Ohio lawmakers act to stop hazing

For too long, colleges have had a look-the-other-way mentality when it came to fraternity (and sorority) hazing. For generations, these practices have gone beyond simple bullying of students or stunts to prove “worthiness” for joining — though that is bad enough. Hazing too often moves into dangerous and even deadly territory, with multiple students dying in their quest to fit in.

State lawmakers are finally taking this problem seriously, with tougher criminal penalties set to take effect in the state this fall. Gov. Mike DeWine signed “Collin’s Law” Tuesday.

Named after 18-year-old Ohio University freshman Collin Wiant, who died in 2018 after ingesting nitrous oxide in a hazing incident while pledging to Sigma Pi, the Associated Press reported the law will make hazing violations second-degree misdemeanors and those violations involving drugs or alcohol a third-degree felony punishable with prison time. The measure will also require that colleges provide anti-hazing training, and adhere to some transparency/accountability measures.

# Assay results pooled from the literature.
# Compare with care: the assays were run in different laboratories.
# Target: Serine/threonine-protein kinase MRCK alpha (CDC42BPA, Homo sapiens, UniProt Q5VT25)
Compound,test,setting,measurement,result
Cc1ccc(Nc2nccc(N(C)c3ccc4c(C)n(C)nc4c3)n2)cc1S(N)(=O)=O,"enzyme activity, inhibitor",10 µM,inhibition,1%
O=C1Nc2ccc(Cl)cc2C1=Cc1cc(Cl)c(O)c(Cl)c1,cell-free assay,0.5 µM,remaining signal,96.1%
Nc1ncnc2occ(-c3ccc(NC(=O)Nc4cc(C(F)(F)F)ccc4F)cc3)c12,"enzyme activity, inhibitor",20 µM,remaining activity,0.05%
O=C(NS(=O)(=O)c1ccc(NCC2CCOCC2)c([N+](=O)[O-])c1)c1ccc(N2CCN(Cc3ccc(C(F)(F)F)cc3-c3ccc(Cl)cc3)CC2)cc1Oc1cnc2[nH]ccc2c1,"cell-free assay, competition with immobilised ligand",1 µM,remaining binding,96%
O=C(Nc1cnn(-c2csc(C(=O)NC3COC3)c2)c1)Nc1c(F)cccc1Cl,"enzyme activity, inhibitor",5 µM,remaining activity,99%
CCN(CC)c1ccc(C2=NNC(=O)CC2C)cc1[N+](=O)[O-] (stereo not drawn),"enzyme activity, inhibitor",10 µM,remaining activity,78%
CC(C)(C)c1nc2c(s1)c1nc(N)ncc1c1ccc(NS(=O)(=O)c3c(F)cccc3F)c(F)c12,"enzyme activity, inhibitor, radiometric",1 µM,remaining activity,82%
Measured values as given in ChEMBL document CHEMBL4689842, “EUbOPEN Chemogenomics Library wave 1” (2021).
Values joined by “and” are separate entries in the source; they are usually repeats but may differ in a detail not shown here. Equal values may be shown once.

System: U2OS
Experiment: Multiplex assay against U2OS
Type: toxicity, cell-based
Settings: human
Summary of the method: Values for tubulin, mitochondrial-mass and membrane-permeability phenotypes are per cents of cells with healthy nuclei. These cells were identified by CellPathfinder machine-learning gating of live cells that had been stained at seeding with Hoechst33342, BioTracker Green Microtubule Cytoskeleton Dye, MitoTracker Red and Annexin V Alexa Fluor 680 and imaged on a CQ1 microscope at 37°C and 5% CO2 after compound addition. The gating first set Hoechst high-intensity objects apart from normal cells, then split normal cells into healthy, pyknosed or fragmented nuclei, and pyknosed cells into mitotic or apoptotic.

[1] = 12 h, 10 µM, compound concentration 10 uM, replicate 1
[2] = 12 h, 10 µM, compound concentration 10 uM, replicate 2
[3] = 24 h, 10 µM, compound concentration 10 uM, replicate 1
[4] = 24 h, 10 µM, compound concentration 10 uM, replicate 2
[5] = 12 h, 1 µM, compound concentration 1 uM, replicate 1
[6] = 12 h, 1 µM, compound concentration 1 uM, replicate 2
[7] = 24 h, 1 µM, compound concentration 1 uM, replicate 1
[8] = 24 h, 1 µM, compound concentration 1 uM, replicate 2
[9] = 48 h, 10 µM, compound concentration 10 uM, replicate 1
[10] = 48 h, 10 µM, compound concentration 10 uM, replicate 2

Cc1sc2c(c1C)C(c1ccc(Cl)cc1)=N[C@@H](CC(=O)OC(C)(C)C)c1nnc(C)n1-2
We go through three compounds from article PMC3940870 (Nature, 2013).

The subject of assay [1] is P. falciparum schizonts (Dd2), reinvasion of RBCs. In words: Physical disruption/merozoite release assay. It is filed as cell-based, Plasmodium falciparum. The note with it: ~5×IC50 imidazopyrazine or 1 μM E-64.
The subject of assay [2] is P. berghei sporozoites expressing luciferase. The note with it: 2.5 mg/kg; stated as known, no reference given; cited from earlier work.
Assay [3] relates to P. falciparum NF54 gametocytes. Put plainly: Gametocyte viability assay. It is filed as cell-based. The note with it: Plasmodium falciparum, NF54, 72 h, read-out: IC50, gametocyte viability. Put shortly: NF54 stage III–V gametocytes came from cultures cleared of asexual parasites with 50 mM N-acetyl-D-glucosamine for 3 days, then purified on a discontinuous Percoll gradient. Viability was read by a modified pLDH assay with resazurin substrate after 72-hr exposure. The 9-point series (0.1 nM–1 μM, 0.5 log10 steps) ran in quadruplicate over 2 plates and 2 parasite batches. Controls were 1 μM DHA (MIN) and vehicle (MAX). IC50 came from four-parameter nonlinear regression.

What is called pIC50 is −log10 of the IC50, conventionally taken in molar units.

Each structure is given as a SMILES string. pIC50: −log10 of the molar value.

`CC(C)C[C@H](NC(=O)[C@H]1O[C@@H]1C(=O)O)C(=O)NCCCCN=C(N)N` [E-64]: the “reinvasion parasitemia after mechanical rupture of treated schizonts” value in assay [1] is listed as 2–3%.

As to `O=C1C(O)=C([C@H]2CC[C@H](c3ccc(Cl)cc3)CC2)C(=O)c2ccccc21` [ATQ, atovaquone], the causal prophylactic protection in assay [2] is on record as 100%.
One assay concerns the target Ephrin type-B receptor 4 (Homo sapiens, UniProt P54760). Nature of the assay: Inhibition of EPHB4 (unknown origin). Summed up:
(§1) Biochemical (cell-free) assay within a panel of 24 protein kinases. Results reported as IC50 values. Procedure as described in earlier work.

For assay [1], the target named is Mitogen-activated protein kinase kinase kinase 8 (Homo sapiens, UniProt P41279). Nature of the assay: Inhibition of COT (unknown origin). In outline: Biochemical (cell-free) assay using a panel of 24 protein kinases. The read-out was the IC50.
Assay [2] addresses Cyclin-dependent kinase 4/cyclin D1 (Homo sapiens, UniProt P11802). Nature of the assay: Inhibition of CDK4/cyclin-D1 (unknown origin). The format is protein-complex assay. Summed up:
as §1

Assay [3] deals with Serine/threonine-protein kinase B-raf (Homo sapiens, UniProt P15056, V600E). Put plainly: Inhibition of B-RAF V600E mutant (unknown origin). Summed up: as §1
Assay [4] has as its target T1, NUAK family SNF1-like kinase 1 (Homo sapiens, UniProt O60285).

Wiant’s mother championed the bill in honor of her son. But her son’s is not the first death, nor should it have taken this long for lawmakers to take action. Another Ohio college student, Stone Foltz, died in March from alleged hazing by Pi Kappa Alpha. His parents must join Wiant’s in championing the cause behind this bill.

We cannot afford to look the other way. Should Collin’s Law not prove prohibitive, lawmakers must do more.

Hazing isn’t just a harmless prank — waved away with a “boys will be boys,” or “they’re just college kids having fun” excuse. It can kill.

While lawmakers are to be commended for beginning to take hazing seriously, it is now up to colleges and universities, fraternities and sororities and all students to finally take seriously that no student should be dying to fit in.


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